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Galatians: Pentecostal Commentary [Paperback]

Gordon D. Fee
4.4 out of 5 stars  See all reviews (7 customer reviews)

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Book Description

September 28, 2007 1905679025 978-1905679027
An introduction situating Pauls letter in time and space is followed by a detailed discussion of each section of the letter, annotated verse-by-verse commentary, and a theological discussion with challenging questions for individual or group study.

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Galatians: Pentecostal Commentary + NBBC, Romans 9-16: A Commentary in the Wesleyan Tradition (New Beacon Bible Commentary) + NBBC, Romans 1-8: A Commentary in the Wesleyan Tradition (New Beacon Bible Commentary)
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Product Details

  • Series: Pentecostal Commentary
  • Paperback: 280 pages
  • Publisher: Deo Publishing (September 28, 2007)
  • Language: English
  • ISBN-10: 1905679025
  • ISBN-13: 978-1905679027
  • Product Dimensions: 9.3 x 6.2 x 0.8 inches
  • Shipping Weight: 1.1 pounds (View shipping rates and policies)
  • Average Customer Review: 4.4 out of 5 stars  See all reviews (7 customer reviews)
  • Amazon Best Sellers Rank: #831,226 in Books (See Top 100 in Books)

Customer Reviews

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23 of 24 people found the following review helpful
4.0 out of 5 stars Well worth purchasing July 26, 2008
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The Pentecostal Commentary series is obviously for Pentecostals, and their movement is blessed with one of the finest biblical scholars in the world in Gordon D. Fee. He holds the prestigious post of General Editor of the NICNT series, and his commentary there on 1 Corinthians is a masterpiece. His commentary on the Pastoral epistles (1 & 2 Tim, Titus) in a different series is also widely respected although a little dated. At last he has contributed a commentary for the Pentecostal series, on the all-important NT letter of Paul to the Galatians.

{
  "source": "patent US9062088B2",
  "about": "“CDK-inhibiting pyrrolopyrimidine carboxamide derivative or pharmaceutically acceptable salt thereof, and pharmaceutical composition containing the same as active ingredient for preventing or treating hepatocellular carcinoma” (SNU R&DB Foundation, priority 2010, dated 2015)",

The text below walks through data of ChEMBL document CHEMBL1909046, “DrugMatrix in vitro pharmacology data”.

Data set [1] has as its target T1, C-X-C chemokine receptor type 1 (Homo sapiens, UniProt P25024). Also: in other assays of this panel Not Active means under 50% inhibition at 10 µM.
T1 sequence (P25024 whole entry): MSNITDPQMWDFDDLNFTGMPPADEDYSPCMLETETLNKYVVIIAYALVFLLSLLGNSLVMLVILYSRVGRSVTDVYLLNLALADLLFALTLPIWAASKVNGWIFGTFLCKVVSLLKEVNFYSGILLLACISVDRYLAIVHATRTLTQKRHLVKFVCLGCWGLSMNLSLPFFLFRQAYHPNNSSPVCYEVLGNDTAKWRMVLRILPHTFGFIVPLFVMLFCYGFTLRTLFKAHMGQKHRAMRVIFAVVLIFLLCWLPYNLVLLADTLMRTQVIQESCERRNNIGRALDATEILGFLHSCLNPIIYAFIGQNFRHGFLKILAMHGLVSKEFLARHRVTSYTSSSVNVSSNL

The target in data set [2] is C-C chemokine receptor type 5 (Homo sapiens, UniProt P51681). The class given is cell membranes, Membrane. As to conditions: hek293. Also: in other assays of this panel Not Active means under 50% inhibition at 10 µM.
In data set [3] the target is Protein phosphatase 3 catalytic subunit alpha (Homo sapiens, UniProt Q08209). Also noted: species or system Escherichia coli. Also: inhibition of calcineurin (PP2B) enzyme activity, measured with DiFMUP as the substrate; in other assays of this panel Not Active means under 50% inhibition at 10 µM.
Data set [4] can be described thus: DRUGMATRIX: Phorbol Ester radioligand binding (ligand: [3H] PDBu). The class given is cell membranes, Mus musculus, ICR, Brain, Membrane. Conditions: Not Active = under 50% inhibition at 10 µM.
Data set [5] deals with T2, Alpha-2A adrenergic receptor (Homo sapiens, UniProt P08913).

Anyone familiar with Fee's many impressive scholarly works knows that he is Pentecostal by birth, by conversion, and by conviction, and that he is a wise and often moderating voice in that movement. But his "Pentecostal" commentary on Galatians is not his best work.
The commentary is good, but it is hard to categorise. It is not academic enough to satisfy the scholarly world. The bibliography consists of just eleven works, although more than these appear to be mentioned in the footnotes. But then it is too academic to be fully accessible to the untrained reader: Greek words are printed in Greek font, and his analysis of some texts is very technical. For example, how many ordinary Bible readers would know the significance of a chiastic structure?
Yet the commentary is great reading. Fee writes in excellent prose, makes his points tellingly, and engages with just enough other scholars to cover the more important questions that have been raised about Galatians and Paul's real purpose in writing it. Pastors, both Pentecostal and conservative evangelical, will find this very much worth having in their libraries.
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20 of 22 people found the following review helpful